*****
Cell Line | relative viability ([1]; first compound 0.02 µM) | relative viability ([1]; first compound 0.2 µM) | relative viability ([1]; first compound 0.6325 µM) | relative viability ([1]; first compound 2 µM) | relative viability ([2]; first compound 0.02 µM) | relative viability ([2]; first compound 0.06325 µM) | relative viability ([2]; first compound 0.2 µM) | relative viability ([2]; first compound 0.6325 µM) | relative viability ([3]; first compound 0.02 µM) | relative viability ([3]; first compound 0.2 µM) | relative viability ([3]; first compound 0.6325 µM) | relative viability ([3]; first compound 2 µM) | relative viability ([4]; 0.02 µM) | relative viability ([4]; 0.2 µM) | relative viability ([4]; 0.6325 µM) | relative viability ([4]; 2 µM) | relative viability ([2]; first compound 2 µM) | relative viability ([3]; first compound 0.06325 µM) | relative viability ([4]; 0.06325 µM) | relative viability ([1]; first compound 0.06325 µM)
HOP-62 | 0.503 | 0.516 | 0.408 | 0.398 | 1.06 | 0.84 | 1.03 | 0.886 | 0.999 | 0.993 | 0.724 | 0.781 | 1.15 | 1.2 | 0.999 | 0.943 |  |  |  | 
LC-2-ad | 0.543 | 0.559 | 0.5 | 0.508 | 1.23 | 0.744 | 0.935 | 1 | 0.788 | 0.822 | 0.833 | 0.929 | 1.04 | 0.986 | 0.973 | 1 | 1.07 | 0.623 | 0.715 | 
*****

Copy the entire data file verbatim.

Cell Line | relative viability ([1]; first compound 0.02 µM) | relative viability ([1]; first compound 0.2 µM) | relative viability ([1]; first compound 0.6325 µM) | relative viability ([1]; first compound 2 µM) | relative viability ([2]; first compound 0.02 µM) | relative viability ([2]; first compound 0.06325 µM) | relative viability ([2]; first compound 0.2 µM) | relative viability ([2]; first compound 0.6325 µM) | relative viability ([3]; first compound 0.02 µM) | relative viability ([3]; first compound 0.2 µM) | relative viability ([3]; first compound 0.6325 µM) | relative viability ([3]; first compound 2 µM) | relative viability ([4]; 0.02 µM) | relative viability ([4]; 0.2 µM) | relative viability ([4]; 0.6325 µM) | relative viability ([4]; 2 µM) | relative viability ([2]; first compound 2 µM) | relative viability ([3]; first compound 0.06325 µM) | relative viability ([4]; 0.06325 µM) | relative viability ([1]; first compound 0.06325 µM)
HOP-62 | 0.503 | 0.516 | 0.408 | 0.398 | 1.06 | 0.84 | 1.03 | 0.886 | 0.999 | 0.993 | 0.724 | 0.781 | 1.15 | 1.2 | 0.999 | 0.943 |  |  |  | 
LC-2-ad | 0.543 | 0.559 | 0.5 | 0.508 | 1.23 | 0.744 | 0.935 | 1 | 0.788 | 0.822 | 0.833 | 0.929 | 1.04 | 0.986 | 0.973 | 1 | 1.07 | 0.623 | 0.715 | 